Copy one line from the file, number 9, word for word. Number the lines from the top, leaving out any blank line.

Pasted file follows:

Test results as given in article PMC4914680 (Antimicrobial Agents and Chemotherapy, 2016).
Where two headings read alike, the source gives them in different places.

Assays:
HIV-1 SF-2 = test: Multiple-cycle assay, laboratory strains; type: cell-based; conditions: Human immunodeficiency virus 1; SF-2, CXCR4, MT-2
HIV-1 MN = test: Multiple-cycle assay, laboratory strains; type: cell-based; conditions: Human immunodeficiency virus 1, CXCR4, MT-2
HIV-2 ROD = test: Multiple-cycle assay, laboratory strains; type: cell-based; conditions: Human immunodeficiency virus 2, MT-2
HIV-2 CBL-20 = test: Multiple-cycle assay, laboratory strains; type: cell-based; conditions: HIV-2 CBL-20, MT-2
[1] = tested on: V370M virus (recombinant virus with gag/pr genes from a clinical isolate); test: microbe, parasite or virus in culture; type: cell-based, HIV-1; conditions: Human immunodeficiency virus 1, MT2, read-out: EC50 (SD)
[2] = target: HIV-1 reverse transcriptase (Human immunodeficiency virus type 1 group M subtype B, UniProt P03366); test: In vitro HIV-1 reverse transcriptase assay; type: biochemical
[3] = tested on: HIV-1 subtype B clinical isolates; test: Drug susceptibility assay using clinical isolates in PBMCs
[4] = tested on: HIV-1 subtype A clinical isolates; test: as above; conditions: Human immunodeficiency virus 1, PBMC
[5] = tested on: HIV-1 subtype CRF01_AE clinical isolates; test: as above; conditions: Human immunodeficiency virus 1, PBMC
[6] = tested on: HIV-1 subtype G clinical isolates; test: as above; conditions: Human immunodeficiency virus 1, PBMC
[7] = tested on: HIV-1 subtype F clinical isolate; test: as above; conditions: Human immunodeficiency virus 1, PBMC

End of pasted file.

[2] = target: HIV-1 reverse transcriptase (Human immunodeficiency virus type 1 group M subtype B, UniProt P03366); test: In vitro HIV-1 reverse transcriptase assay; type: biochemical